India generates 3.6 lakh million tons of plastic waste, 50% of which is recycled

He also added that 15.8 lakh TPA of plastic waste was recycled and 1.67 lakh TPA was co-processed. This makes 50% of the total plastic waste produced recycled.

The minister also said the number of plastic waste processors registered under the plastic waste management rules is 1,419.

The Minister was referring to the annual report of the Central Pollution Control Commission for 2019-20.

Referring to another study by the National Center for Coastal Research, he said plastic waste collected from beaches ranges from 40% to 96%.

“The ministry, under its central sectoral program ‘Creation of Hazardous Substances Management Structures’, provides financial support for innovative technologies for environmentally sound management of chemicals and wastes,” Choubey said in its press release. hurry.

Recently, India banned the manufacture, import, storage, distribution, sale and use of identified single-use plastic items, which have low utility and high litter potential, in all the country from July 1, 2022.

The list of prohibited items includes – headphones with plastic sticks, plastic balloon sticks, plastic flags, candy sticks, ice cream sticks, polystyrene (thermocol) for decoration, plastic plates , cups, glasses, cutlery such as forks, spoons, knives, straws, trays, wrapping or wrapping films around candy boxes, invitation cards, packets of cigarettes, plastic or PVC banners of less than 100 microns, stirrers.

The Central Pollution Control Board (CPCB) report (2019-2020) stated that 3.5 million metric tons of plastic waste is generated annually in India.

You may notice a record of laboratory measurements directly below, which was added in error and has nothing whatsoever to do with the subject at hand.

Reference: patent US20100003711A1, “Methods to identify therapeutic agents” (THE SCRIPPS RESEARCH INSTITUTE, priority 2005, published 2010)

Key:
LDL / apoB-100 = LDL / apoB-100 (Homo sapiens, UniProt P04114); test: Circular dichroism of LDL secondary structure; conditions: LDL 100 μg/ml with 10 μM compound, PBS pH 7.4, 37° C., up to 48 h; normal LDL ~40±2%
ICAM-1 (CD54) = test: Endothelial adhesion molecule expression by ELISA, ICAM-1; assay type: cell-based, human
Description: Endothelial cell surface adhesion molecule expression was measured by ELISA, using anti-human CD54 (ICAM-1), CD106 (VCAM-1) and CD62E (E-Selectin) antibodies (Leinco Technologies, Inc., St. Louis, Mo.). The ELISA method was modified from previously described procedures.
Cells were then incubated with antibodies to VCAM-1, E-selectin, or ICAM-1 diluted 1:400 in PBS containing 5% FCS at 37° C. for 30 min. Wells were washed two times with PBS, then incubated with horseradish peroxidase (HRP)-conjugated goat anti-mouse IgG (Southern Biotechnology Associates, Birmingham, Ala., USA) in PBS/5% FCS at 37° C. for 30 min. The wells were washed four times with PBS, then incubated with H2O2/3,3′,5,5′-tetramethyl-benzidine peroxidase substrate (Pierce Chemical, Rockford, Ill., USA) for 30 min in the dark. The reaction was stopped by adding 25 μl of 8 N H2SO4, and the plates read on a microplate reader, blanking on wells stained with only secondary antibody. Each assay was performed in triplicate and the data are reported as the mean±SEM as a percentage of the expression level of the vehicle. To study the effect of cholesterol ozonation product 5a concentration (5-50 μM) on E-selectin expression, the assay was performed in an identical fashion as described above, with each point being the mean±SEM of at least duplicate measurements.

Speaking of a 2021 United Nations document and several media reports, 77 countries around the world had passed a full or partial ban on plastic bags.

According to Blue and Green magazine, St. Kitts and Nevis, a small two-island nation that is a Caribbean destination, has tackled the issue of single-use plastic to preserve its natural beauty and tourist appeal. The country has launched the “Plastics Be Gone” initiative which aims to reduce plastic consumption by 30% over five years. A “Plastic Free July” program has also encouraged residents to move away from plastic waste altogether.

In 2017, the East African nation of Kenya banned single-use carrier bags and imposed stiff fines of up to $40,000 for anyone violating them. In 2020, Bangladesh called on hospitality industry players to stop the supply of toiletries and other plastic-wrapped products. According to the report, Bangladesh was the first country in the world to ban plastic carrier bags in 2002.

On June 20, the Canadian government released final regulations to ban “harmful” single-use plastics, with a ban on the manufacture and import of most such items set to come into force in December. The ban would affect single-use plastics, including checkout bags, cutlery, catering utensils made from or containing hard-to-recycle plastic, ring holders, stir sticks and straws, a the Canadian government said in a statement.

In early 2020, China announced a ban on non-degradable bags in major cities by the end of 2020 and in all cities and towns by 2022.